7 Ways to Succeed at Forgetting
Your inner critic helps you remember pain and disappointment.
Negative memories rain like rocks. Botched projects increase anxiety. Bungled relationships motivate isolation. Anxiety and isolation limit your life.
Research says you remember bad experiences with greater frequency, detail, and intensity than good.
Every manager I know wrestles with an annoying inner critic.
Forget about silencing your inner critic.
Everyone wants to strengthen memory, but sometimes it’s better to succeed at forgetting.
7 ways to succeed at forgetting:
Don’t give pain and disappointment permission to govern the present. When pain and disappointment rule, the future hides behind the horizon.
The past is an anchor when it’s the reason you don’t reach for the future.
You can’t erase memory. You always remember painful experiences, disappointments, and failures.
Forgetting is choosing to act without pain and disappointment in mind. Remembering is choosing to act WITH vision and opportunity in mind.
You don’t forget by trying to forget. You succeed at forgetting by acting with the future in mind.
Dwelling on a painful past turns you into a ‘don’t want’ person. You don’t want painful experiences coming back. If you want to succeed, be a ‘do want’ person.
Aspiration finds fulfillment in a forward-facing life.
7 ways to succeed at forgetting:
- Forget failure. Remember lessons.
- Forget disappointment. Remember what you saw in yourself.
- Forget pain. Remember people that enabled your growth.
- Forget the mess. Remember the reward.
- Forget things that weakened you. Remember that you’re stronger today.
- Forget jerk-holes that threw barriers. Remember people who provided opportunity. It’s self-destructive to live with detractors and haters in mind.
- Forget doubt. Remember things that strengthen belief. Remember times you overcame adversity instead of times you threw in the towel.
People are miserable because their body is in the present, but their mind grovels in the past.
What’s important to remember when you’re trying to forget?
What will you choose to remember today? (Remembering is acting with something in mind. It’s not simply recall.)
The inner critic is often fueled by negative emotions–anger, fear, resentment, envy, etc. You have to let go of your negative emotions to free yourself from the past. It starts with identifying the negative emotions, who caused them and then finding a way to forgive the person who hurt you. In some cases it’s finding a way to forgive yourself for engaging in bad behavior.
Assume positive intent. Maybe the person who hurt you was actually trying to help you. Or, maybe the person was reacting out of their own issues, insecurities and negative emotions.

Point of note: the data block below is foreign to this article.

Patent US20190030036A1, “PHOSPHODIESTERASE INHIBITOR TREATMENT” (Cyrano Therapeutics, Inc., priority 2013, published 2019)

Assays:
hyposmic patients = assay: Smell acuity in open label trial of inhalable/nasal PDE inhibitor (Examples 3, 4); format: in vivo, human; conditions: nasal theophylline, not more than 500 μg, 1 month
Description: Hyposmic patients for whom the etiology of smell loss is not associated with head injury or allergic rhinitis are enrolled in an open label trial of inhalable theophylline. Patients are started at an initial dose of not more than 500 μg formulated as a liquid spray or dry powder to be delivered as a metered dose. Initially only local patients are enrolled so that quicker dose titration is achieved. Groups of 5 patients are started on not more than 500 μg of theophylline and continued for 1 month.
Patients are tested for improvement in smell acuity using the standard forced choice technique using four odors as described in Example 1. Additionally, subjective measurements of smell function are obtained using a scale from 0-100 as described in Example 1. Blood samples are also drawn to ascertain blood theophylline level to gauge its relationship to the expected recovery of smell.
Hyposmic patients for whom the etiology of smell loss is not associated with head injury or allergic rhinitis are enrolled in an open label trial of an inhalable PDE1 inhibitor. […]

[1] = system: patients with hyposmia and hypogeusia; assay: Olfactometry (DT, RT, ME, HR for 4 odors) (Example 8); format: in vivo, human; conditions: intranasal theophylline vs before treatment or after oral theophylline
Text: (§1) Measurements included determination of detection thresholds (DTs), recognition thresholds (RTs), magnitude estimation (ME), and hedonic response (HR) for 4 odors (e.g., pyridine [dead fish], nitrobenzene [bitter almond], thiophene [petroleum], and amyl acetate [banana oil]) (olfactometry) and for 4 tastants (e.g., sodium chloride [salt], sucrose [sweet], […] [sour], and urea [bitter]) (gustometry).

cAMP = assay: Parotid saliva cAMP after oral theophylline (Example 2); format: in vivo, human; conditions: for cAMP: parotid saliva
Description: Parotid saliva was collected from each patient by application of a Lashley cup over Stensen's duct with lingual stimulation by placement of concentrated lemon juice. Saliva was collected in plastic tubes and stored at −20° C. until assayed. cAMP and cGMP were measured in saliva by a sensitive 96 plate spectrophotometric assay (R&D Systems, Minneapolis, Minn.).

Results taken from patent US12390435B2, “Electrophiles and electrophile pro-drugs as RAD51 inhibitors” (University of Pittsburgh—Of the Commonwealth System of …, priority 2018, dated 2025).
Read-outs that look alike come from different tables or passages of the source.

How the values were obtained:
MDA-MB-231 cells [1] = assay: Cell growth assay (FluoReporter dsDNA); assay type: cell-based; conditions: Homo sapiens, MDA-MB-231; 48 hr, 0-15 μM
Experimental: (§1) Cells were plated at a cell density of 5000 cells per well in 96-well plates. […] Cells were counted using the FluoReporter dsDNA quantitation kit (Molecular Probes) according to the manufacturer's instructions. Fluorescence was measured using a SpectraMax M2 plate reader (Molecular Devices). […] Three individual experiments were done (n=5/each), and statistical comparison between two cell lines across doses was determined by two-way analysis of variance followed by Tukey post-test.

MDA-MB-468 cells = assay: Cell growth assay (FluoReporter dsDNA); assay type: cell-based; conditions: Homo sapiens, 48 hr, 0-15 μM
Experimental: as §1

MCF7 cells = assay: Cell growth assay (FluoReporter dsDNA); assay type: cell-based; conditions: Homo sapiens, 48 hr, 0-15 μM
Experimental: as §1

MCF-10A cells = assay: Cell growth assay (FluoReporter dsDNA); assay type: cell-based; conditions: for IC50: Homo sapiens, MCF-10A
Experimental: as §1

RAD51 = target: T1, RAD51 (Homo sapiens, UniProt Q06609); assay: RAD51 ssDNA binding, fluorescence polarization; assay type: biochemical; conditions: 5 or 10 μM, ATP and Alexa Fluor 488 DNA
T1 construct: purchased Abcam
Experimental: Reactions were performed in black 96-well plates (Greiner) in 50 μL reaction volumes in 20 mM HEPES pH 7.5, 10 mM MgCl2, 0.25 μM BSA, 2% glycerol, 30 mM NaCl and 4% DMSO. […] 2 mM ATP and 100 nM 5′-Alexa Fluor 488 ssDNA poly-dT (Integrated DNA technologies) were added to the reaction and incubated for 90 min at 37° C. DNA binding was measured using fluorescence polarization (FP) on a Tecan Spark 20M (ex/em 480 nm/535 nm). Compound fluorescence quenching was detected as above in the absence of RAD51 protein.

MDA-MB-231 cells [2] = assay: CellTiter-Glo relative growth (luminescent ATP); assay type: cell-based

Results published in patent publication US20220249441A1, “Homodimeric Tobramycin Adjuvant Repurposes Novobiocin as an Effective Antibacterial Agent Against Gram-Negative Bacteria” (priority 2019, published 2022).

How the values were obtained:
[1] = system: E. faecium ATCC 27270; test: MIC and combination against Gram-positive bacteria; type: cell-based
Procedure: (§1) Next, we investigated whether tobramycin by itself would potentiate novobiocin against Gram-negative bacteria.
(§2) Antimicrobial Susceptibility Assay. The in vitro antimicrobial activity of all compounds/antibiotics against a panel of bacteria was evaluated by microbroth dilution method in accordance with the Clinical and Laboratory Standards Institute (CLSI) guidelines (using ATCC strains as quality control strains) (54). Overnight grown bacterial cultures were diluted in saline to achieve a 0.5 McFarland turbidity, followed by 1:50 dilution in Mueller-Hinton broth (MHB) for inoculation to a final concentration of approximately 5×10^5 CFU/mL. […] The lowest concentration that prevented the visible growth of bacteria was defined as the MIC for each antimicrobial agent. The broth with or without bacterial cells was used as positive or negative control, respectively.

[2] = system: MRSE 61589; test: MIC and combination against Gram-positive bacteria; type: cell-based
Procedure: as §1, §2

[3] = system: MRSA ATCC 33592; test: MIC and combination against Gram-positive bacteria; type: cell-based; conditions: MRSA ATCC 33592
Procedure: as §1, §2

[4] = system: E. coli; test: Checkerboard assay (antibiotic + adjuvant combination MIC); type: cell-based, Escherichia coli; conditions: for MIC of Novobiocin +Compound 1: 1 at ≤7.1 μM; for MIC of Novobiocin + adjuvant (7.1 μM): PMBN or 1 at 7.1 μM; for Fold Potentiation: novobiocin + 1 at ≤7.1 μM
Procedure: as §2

I try to remember – Impermanence – when I’m trying to forget. At times the mind will ruminate and that may lend insight; live it, learn it, leave it!
These mountains that you are carrying, you were only supposed to climb.
Najwa Zebian, writer and activist
Thank you Dan, this is a good reminder.
The secret to making lead into gold is to not think about the word “hippopotamus” while melting the lead.
Really good stuff. Thanks.
Really good. Thanks.
Your post came along today with amazingly excellent timing (as so many do). I had been replaying in my mind for more than a week many of the bad bosses I have had along with the unfortunate circumstances that have come my way over the years. The litany was long: an early work experience after graduation where I heard a Thank You for something I did only once in 5 years, bosses who seemingly did everything they could to discourage me from completing my MBA and would not trust my judgement about the market in preparation for launching a new category of products there (leading to a dismal underperformance of the product launch); all the way to one who made blatant false claims about what I had done on my performance appraisal; let along quite a laundry list of significant family challenges over my lifetime. So these had been flowing around in my head over the last 10 days, even to the point that I was going through organizational structures with them! Wow!
My spouse and I talked the other evening about this and she had much the same advice as you, Dan (perhaps not as eloquent but still as poignant!).
Because, what I was trying to not let creep into my litany of thoughts focused on fear, sadness and anger, were the times of joy, grace and amazing outcomes that intermingled with all of the other organic matter that was hitting the oscillating device!
It mainly points out to me the ongoing realization that one doesn’t have faith in the things one sees, one has faith in the things one does not see with the eyes but can readily grasp between the thumb and fingers of the heart and the mind.